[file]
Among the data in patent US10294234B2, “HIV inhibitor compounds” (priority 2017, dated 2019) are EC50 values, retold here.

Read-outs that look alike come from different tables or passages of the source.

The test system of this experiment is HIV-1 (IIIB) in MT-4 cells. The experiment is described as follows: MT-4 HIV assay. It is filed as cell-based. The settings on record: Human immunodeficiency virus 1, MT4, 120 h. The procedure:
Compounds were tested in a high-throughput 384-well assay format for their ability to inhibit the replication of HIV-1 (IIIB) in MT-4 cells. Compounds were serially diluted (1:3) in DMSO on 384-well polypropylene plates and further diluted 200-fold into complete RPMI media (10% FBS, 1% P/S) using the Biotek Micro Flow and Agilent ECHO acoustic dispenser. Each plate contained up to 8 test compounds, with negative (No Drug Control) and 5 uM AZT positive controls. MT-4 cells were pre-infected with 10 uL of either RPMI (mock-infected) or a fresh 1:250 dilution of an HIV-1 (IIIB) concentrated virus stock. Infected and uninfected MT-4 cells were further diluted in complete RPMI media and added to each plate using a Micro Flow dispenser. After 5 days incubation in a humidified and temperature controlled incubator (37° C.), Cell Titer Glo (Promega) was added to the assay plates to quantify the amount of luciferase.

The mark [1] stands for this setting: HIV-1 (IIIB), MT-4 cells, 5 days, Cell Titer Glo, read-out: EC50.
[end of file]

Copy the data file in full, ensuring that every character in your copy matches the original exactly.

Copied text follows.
Among the data in patent US10294234B2, “HIV inhibitor compounds” (priority 2017, dated 2019) are EC50 values, retold here.

Read-outs that look alike come from different tables or passages of the source.

The test system of this experiment is HIV-1 (IIIB) in MT-4 cells. The experiment is described as follows: MT-4 HIV assay. It is filed as cell-based. The settings on record: Human immunodeficiency virus 1, MT4, 120 h. The procedure:
Compounds were tested in a high-throughput 384-well assay format for their ability to inhibit the replication of HIV-1 (IIIB) in MT-4 cells. Compounds were serially diluted (1:3) in DMSO on 384-well polypropylene plates and further diluted 200-fold into complete RPMI media (10% FBS, 1% P/S) using the Biotek Micro Flow and Agilent ECHO acoustic dispenser. Each plate contained up to 8 test compounds, with negative (No Drug Control) and 5 uM AZT positive controls. MT-4 cells were pre-infected with 10 uL of either RPMI (mock-infected) or a fresh 1:250 dilution of an HIV-1 (IIIB) concentrated virus stock. Infected and uninfected MT-4 cells were further diluted in complete RPMI media and added to each plate using a Micro Flow dispenser. After 5 days incubation in a humidified and temperature controlled incubator (37° C.), Cell Titer Glo (Promega) was added to the assay plates to quantify the amount of luciferase.

The mark [1] stands for this setting: HIV-1 (IIIB), MT-4 cells, 5 days, Cell Titer Glo, read-out: EC50.